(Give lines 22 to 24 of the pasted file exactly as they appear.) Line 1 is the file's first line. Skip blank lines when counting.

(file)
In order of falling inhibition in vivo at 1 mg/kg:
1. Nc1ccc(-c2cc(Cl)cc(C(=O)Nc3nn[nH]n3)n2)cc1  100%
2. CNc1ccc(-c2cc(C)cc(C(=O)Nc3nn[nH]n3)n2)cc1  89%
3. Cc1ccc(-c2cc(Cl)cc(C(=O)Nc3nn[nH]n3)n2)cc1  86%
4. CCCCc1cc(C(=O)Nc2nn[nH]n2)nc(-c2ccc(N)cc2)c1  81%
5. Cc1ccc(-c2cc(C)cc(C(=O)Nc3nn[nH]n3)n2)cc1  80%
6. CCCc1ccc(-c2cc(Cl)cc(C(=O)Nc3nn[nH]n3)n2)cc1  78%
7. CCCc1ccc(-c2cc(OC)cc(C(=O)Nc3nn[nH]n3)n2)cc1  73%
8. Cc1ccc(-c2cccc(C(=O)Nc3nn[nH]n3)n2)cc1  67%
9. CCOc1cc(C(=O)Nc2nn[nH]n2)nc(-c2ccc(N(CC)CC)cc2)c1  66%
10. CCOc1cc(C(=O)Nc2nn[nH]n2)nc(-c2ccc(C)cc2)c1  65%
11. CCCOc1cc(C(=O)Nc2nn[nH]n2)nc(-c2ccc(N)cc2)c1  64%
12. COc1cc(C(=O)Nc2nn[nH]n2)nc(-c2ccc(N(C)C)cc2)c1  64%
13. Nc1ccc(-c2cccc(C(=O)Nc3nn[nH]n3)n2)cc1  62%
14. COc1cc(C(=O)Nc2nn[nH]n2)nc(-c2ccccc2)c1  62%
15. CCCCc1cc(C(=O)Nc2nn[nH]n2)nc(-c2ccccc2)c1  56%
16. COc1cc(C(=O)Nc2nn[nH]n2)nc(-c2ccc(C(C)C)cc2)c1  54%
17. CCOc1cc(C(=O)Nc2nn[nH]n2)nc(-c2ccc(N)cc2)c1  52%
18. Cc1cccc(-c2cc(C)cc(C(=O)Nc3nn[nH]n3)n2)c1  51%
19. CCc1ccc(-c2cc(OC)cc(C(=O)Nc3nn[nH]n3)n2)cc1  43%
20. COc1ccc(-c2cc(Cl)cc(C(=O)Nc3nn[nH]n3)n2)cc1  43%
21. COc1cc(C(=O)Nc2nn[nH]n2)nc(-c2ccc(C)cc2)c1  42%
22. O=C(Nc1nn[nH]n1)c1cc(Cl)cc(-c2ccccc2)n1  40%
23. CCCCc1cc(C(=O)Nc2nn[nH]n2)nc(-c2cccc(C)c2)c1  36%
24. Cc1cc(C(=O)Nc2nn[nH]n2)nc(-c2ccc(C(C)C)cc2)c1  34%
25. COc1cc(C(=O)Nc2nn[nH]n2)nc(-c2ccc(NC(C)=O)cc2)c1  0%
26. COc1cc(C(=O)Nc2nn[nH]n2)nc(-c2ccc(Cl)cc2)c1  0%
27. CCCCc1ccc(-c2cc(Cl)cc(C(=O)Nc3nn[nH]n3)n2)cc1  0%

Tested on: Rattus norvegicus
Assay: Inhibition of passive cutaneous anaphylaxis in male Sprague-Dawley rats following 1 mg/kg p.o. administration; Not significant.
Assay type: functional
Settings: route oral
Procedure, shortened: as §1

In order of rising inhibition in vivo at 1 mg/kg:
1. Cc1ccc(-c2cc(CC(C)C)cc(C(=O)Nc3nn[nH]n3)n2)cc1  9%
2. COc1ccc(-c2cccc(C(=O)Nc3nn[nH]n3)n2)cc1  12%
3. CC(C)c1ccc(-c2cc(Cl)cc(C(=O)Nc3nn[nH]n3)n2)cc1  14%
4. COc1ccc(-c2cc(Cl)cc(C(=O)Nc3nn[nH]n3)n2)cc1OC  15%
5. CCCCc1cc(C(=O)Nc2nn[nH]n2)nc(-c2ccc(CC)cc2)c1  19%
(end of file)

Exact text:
21. COc1cc(C(=O)Nc2nn[nH]n2)nc(-c2ccc(C)cc2)c1  42%
22. O=C(Nc1nn[nH]n1)c1cc(Cl)cc(-c2ccccc2)n1  40%
23. CCCCc1cc(C(=O)Nc2nn[nH]n2)nc(-c2cccc(C)c2)c1  36%